汤姆·索亚历险记 作者:马克·吐温
The Adventures of Tom Sawyer 作者:马克·吐温


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    Chapter 1
    Chapter 1
    
    "TOM!" No answer.
    "TOM!" No answer.
    "What's gone with that boy, I wonder? You TOM!" No answer.
    The old lady pulled her spectacles down and looked over them about the room; then she put them up and looked out under them.She seldom or never looked through them for so small a thing as a boy; they were her state pair, the pride of her heart, and were built for "style," not service -- she could have seen through a pair of stove-lids just as well. She looked perplexed for a moment,and then said, not fiercely, but still loud enough for the furniture to hear: "Well, I lay if I get hold of you I'll --" She did not finish, for by this time she was bending down and punching under the bed with the broom, and so she needed breath to punctuate the punches with. She resurrected nothing but the cat.
    "I never did see the beat of that boy!" She went to the open door and stood in it and looked out among the tomato vines and "jimpson" weeds that constituted the garden.No Tom. So she lifted up her voice at an angle calculated for distance and shouted: "Y-o-u-u Tom!" There was a slight noise behind her and she turned just in time to seize a small boy by the slack of his roundabout and arrest his flight.
    "There! I might 'a thought of that closet. What you been doing in there?" "Nothing." "Nothing! Look at your hands. And look at your mouth. What is that truck?" "I don't know, aunt." "Well, I know. It's jam -- that's what it is. Forty times I've said if you didn't let that jam alone I'd skin you. Hand me that switch." The switch hovered in the air -- the peril was desperate -- "My! Look behind you, aunt!" The old lady whirled round, and snatched her skirts out of danger. The lad fled on the instant, scrambled up the high board-fence, and disappeared over it.
    His aunt Polly stood surprised a moment, and then broke into a gentle laugh.
    "Hang the boy, can't I never learn anything? Ain't he played me tricks enough like that for me to be looking out for him by this time? But old fools is the biggest fools there is. Can't learn an old dog new tricks, as the saying is. But my goodness, he never plays them alike, two days, and how is a body to know what's coming? He 'pears to know just how long he can torment me before I get my dander up, and he knows if he can make out to put me off for a minute or make me laugh, it's all down again and I can't hit him a lick. I ain't doing my duty by that boy, and that's the Lord's truth, goodness knows.
    Spare the rod and spile the child, as the Good Book says. I'm a laying up sin and suffering for us both, I know. He's full of the Old Scratch, but laws-a-me! he's my own dead sister's boy, poor thing, and I ain't got the heart to lash him, somehow. Every time I let him off, my conscience does hurt me so, and every time I hit him my old heart most breaks. Well-a-well, man that is born of woman is of few days and full of trouble, as the Scripture says, and I reckon it's so. He'll play hookey this evening, and I'll just be obliged to make him work, to-morrow, to punish him. It's mighty hard to make him work Saturdays, when all the boys is having holiday, but he hates work more than he hates anything else, and I've got to do some of my duty by him, or I'll be the ruination of the child." Tom did play hookey, and he had a very good time. He got back home barely in season to help Jim, the small colored boy, saw next-day's wood and split the kindlings before supper -- at least he was there in time to tell his adventures to Jim while Jim did three-fourths of the work. Tom's younger brother (or rather half-brother) Sid was already through with his part of the work (picking up chips), for he was a quiet boy, and had no adventurous, troublesome ways.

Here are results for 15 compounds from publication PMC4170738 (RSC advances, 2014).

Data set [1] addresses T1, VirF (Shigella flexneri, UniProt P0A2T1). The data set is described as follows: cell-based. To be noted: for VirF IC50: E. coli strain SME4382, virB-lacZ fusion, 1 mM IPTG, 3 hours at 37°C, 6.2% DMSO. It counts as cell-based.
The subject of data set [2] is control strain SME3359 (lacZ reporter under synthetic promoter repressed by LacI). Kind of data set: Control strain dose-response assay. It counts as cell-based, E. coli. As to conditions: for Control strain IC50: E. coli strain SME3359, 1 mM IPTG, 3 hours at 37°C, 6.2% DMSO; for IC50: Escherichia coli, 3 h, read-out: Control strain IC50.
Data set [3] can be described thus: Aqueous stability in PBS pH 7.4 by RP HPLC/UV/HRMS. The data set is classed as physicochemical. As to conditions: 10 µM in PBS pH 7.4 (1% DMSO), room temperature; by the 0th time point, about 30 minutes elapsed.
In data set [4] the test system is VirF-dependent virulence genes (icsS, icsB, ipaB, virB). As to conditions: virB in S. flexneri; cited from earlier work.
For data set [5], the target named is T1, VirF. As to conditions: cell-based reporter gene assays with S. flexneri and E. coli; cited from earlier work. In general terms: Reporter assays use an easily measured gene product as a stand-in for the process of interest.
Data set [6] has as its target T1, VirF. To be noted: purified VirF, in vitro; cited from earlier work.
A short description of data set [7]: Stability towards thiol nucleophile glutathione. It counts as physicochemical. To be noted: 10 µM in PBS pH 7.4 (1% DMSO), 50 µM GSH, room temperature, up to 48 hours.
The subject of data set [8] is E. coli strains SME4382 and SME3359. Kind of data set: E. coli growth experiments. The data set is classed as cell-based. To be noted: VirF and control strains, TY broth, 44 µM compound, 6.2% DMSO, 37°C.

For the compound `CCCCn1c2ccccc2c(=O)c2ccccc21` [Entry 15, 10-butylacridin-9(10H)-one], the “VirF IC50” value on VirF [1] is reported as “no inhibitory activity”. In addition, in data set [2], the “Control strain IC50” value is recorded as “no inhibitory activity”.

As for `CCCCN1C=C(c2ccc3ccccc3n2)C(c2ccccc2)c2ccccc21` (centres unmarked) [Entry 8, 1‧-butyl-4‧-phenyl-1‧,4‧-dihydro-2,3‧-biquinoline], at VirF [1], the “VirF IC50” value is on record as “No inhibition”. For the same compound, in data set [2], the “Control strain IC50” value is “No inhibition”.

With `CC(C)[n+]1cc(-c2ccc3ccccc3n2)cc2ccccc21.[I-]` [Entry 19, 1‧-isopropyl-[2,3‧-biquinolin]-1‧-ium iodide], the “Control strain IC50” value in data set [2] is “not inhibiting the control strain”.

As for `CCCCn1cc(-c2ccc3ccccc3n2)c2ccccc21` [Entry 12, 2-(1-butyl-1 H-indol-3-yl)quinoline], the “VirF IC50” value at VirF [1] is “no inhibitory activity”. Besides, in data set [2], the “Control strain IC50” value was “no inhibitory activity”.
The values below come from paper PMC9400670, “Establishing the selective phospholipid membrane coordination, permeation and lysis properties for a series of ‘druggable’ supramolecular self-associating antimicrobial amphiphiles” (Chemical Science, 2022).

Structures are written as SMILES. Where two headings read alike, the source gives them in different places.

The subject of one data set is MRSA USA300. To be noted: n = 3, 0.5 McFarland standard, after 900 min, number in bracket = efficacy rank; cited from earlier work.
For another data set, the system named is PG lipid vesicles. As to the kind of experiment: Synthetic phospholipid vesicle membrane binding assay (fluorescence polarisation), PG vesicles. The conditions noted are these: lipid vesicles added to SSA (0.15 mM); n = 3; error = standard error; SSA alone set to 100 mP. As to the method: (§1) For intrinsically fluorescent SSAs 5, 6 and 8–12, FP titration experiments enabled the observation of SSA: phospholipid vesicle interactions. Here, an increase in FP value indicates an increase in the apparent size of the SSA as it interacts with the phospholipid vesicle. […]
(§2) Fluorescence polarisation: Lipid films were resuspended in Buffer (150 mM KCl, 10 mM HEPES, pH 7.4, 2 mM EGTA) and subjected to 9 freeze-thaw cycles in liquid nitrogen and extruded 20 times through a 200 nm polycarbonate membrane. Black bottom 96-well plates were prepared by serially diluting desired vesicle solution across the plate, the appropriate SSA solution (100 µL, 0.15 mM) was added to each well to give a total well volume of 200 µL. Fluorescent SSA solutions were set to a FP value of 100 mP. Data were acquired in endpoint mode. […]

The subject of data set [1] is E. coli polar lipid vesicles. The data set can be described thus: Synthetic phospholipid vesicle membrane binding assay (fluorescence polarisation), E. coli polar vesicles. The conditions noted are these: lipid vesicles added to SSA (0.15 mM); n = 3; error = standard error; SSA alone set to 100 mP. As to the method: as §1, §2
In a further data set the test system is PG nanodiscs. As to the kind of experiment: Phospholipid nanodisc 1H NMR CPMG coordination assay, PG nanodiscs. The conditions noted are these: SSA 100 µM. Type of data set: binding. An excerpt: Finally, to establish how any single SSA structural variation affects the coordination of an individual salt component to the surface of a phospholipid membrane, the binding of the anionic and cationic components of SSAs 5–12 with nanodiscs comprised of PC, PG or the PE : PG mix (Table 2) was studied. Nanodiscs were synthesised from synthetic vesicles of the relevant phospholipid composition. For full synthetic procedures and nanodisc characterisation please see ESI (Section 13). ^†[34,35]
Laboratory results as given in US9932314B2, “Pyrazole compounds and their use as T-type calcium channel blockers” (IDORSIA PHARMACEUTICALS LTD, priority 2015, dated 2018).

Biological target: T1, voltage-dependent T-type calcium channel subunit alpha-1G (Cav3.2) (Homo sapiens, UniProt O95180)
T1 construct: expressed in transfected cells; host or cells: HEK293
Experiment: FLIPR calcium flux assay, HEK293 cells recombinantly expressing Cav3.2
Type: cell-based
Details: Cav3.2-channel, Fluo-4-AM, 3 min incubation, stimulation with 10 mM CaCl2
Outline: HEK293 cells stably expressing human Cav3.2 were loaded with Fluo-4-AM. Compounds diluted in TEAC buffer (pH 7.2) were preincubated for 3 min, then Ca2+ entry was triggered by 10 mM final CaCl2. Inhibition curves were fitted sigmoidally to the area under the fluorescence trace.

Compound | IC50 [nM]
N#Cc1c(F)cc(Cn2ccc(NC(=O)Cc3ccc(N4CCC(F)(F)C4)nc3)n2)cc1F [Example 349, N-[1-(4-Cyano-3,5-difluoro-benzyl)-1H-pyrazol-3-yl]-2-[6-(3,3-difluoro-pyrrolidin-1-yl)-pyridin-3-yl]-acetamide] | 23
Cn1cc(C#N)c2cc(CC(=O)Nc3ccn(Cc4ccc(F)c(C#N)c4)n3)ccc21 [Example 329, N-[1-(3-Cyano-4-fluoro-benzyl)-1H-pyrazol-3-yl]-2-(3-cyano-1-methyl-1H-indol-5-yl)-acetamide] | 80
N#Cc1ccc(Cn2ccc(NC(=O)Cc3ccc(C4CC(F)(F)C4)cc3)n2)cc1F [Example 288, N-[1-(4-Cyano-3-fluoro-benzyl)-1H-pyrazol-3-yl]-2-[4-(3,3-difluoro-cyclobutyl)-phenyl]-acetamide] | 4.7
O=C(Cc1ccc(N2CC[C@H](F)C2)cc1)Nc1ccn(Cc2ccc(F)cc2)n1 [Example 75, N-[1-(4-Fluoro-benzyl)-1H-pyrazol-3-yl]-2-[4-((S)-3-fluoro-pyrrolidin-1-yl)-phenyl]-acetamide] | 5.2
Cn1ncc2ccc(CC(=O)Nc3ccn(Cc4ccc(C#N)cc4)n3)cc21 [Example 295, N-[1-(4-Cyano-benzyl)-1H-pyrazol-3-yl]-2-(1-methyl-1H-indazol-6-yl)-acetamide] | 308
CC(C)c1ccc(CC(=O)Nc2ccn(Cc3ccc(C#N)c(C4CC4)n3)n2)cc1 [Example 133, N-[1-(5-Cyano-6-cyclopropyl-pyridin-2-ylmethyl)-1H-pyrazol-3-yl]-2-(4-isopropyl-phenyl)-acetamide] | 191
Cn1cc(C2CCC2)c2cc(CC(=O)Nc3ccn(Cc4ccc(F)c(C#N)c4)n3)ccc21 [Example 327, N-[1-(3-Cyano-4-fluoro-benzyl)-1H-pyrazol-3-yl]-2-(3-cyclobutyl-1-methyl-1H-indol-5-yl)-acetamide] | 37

While Tom was eating his supper, and stealing sugar as opportunity offered, Aunt Polly asked him questions that were full of guile,and very deep -- for she wanted to trap him into damaging revealments. Like many other simple-hearted souls, it was her pet vanity to believe she was endowed with a talent for dark and mysterious diplomacy, and she loved to contemplate her most transparent devices as marvels of low cunning. Said she: "Tom, it was middling warm in school, warn't it?" "Yes'm." "Powerful warm, warn't it?" "Yes'm." "Didn't you want to go in a-swimming, Tom?" A bit of a scare shot through Tom -- a touch of uncomfortable suspicion. He searched Aunt Polly's face, but it told him nothing. So he said: "No'm -- well, not very much." The old lady reached out her hand and felt Tom's shirt, and said: "But you ain't too warm now, though." And it flattered her to reflect that she had discovered that the shirt was dry without anybody knowing that that was what she had in her mind. But in spite of her, Tom knew where the wind lay, now. So he forestalled what might be the next move: "Some of us pumped on our heads -- mine's damp yet. See?" Aunt Polly was vexed to think she had overlooked that bit of circumstantial evidence, and missed a trick. Then she had a new inspiration: "Tom, you didn't have to undo your shirt collar where I sewed it, to pump on your head, did you? Unbutton your jacket!" The trouble vanished out of Tom's face. He opened his jacket. His shirt collar was securely sewed.
    "Bother! Well, go 'long with you. I'd made sure you'd played hookey and been a-swimming. But I forgive ye, Tom. I reckon you're a kind of a singed cat, as the saying is -- better'n you look. This time." She was half sorry her sagacity had miscarried, and half glad that Tom had stumbled into obedient conduct for once.